The Purge has a very interesting concept for a near future in which crime and unemployment have dropped to record breaking lows because one night each year all crime is permitted. You might be wondering how unemployment applies to that statement, but the film will make sure you have no problem figuring it out. Basically even though we are to believe that all crime is permitted, all we see is a whole lot of murder as a wealthy family is terrorized by more wealthy people who will do anything to kill the homeless man who the son let into the safety of their home. Death to the homeless!
Had this gone more along the lines of The Strangers then maybe it would have done a little better at holding my attention, but unfortunately the film is pretty much ruined by the need to drown everyone in uninventive social commentary. It can basically be summarized as such, prepare for the run on: “Some war vet is homeless because society doesn’t do enough for people in need and all the high society, wealthy uppity ups are chasing him to rid the world of the lower class. Oh, and we’re not going to say that this is about race but we are going to cast it in such a way that there will be no doubt in your mind that race factors in.” This is nothing new, but probably could have been forgiven had it not been so in your face.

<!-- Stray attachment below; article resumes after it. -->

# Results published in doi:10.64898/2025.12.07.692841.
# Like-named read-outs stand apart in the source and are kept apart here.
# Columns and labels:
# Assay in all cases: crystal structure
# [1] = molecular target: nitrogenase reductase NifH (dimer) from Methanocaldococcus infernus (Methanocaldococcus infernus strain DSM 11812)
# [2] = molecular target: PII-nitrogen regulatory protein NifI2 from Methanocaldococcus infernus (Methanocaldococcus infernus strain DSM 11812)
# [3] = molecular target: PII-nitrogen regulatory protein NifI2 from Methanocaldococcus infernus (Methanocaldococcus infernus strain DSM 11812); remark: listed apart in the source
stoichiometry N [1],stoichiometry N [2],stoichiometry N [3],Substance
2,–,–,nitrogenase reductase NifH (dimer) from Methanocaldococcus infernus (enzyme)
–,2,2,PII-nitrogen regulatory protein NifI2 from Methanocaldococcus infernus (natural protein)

Time for more run on thoughts: “Look what we did there with all this murdering that is awesome enough to make you cheer for death while you’re disgusted with the people in the movie cheering for death, but it’s ok because it’s self defense so you aren’t really awful people for enjoying all the murder (but really you are an awful person).” I will admit that I was one of the people cheering for the home invaders to get the justice that is lawfully acceptable (though it doesn’t need to be this night) and there were some really cool action beats coming out of the cast with great members, including Ethan Hawke and Lena Headey. That ax girl got what she deserved, that’s for sure. But this isn’t enough to make up for the level of annoyance I found myself at while watching.
If I could grade this film solely on the action and scenes around the dining room table then it would get a solid B even with the predictability in consideration, but unfortunately it is too bogged down in the importance of having something to say that it removes itself from being an enjoyable experience. Which is a shame, because I was really looking forward to this one. Oh well, there is still You’re Next. See my Trailer Breakdown for that here.
Final Grade: D Follow @BewareOfTrees